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Lab Chat With Dr. Keisuke Ito

Keisuke Ito, M.D., Ph.D., studies the metabolic requirements of hematopoietic (blood-forming) stem cells (HSCs). In 2012 Dr. Ito was recruited to Einstein from Harvard Medical School, where he was an instructor in medicine. He is now an associate professor of cell biology and of medicine and the director of scientific resources at the Ruth L. and David S. Gottesman Institute for Stem Cell and Regenerative Medicine Research at Einstein.

What is your research focus?
HSCs can either produce new HSCs or differentiate into all the body’s blood cells. I’m interested in finding the cellular mechanisms that maintain equilibrium between HSC self-renewal and differentiation—and that lead to blood cancers when defects occur. For example, we’ve found that inhibiting fatty-acid oxidation in HSCs causes them to lose the capacity to self-renew and instead to undergo differentiation. When we looked for the downstream effect of fatty-acid oxidation, we found that it induces mitophagy—the selective degradation of old or defective mitochondria.


What are the clinical implications?

We’re exploring ways of suppressing mitophagy in HSCs, which—by halting HSC self-renewal—could help in treating or even preventing blood cancers. On the other hand, strategies that encourage mitophagy could be useful for expanding the number of HSCs available for stem-cell transplants. So being able to direct the fate of HSCs could have major health benefits.


Could you talk about your background?

I was born in Tokyo and grew up in Kanagawa Prefecture, just south of Tokyo. I attended school in Tokyo, earning my M.D. and Ph.D. degrees from Keio University. I came to the United States in 2006 to be a postdoctoral fellow at Memorial Sloan Kettering Cancer Center.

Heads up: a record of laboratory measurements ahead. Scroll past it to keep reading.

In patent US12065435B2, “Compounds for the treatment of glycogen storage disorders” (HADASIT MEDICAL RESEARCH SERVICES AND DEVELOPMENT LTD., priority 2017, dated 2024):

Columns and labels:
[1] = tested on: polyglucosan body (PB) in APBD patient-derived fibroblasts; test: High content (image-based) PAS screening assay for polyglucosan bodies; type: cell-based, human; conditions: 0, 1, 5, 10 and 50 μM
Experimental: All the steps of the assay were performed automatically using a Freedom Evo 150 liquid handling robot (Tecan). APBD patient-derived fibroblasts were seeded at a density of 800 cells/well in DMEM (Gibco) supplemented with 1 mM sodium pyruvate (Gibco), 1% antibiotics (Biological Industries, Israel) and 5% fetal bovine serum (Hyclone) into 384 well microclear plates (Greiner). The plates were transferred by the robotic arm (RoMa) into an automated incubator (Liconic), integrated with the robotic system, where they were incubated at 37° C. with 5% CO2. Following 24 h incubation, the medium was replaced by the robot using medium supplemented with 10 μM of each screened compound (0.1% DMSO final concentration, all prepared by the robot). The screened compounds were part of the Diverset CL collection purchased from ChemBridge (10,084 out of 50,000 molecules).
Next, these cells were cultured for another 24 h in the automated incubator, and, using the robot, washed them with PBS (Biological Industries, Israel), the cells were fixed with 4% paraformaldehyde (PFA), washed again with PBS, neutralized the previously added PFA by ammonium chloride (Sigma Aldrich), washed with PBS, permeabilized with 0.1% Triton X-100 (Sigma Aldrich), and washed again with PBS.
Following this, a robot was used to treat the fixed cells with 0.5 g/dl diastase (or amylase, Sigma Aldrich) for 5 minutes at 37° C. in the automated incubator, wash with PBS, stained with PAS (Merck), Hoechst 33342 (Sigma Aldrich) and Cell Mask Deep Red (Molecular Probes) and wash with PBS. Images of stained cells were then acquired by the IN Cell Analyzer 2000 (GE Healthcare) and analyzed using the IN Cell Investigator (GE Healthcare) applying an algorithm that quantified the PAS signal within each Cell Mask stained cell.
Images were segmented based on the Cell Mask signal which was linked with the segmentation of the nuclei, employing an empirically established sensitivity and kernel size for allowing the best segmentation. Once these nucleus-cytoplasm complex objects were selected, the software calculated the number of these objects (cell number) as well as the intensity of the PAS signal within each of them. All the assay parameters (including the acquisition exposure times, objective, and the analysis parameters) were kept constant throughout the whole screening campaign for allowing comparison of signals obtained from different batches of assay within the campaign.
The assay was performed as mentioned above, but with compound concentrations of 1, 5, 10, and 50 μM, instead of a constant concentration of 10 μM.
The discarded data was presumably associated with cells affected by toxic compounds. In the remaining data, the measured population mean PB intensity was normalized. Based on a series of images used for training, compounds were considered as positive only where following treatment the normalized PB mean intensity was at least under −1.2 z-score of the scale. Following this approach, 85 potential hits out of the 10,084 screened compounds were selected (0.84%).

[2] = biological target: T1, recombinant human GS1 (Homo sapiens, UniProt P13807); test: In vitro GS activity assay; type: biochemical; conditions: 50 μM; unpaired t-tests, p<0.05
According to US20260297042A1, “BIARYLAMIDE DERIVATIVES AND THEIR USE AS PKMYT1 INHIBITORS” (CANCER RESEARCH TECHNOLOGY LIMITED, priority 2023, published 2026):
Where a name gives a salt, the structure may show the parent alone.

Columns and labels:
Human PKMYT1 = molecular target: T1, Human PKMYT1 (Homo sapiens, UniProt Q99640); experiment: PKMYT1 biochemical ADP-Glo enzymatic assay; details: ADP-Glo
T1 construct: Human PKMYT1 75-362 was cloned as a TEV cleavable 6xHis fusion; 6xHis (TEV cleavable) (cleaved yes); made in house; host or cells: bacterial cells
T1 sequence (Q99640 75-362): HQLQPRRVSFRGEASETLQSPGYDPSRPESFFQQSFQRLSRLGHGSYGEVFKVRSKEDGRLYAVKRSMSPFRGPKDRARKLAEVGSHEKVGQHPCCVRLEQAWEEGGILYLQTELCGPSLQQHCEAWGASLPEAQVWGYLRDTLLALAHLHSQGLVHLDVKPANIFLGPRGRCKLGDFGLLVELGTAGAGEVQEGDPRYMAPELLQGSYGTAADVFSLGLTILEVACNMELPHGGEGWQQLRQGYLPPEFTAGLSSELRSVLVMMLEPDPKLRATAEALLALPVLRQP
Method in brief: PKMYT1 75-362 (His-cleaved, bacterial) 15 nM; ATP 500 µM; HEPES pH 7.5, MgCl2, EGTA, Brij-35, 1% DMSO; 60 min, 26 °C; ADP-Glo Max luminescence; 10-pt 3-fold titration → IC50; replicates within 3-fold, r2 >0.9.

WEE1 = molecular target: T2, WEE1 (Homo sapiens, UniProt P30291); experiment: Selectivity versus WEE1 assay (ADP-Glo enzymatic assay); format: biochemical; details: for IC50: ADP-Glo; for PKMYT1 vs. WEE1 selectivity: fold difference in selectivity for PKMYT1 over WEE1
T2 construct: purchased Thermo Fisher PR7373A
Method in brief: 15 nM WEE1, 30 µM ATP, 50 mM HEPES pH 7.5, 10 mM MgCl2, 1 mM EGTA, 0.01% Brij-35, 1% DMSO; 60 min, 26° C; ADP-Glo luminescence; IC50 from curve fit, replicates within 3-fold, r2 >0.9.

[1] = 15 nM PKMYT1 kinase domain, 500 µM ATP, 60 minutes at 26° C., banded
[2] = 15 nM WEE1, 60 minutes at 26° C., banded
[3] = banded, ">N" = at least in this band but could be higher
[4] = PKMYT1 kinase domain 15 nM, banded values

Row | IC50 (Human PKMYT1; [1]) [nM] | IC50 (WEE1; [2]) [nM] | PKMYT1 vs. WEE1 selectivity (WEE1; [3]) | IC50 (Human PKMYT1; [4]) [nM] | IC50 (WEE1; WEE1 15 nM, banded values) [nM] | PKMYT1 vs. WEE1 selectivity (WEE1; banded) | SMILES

What do you like about working at Einstein?

Einstein has offered me an extremely supportive environment and wonderful collaborators. It has been great working with Meelad Dawlaty, Ulrich Steidl, Rajat Singh, and their colleagues in genetics, hematology, and cellular metabolism, as well as with Paul Frenette and his stem-cell group.


What do you do in your spare time?

A friend has a boat that we sail from City Island to Long Island in the summer. I also swim year-round in an indoor pool.


Anything else?

In the summer, my wife and I enjoy going to Tanglewood to hear the Boston Symphony Orchestra. We’ve gone there several times to listen to Dvorák’s Symphony No. 9 (the New World Symphony). We also love going to the Metropolitan Opera, particularly for Italian operas—Turandot, Aida, La Traviata.


What other music do you especially like?

It depends. Listening to Edward Elgar’s Pomp and Circumstance Marches motivates me to work more energetically. But when I’m trying to concentrate, I really like the English composer Gustav Holst’s orchestral suite The Planets, the “Jupiter” movement in particular.


Do you do much reading outside of the scientific literature?

I like to read books about Japanese history. I especially like reading about the era of the provincial wars. It started about 550 years ago and lasted more than 100 years, with almost constant military conflict.


Is there something that people might be surprised to know about you?

I’m not a very big guy but I loved playing rugby—in junior high school and medical school. I’m still in touch with several of my former teammates and still really like watching the sport.

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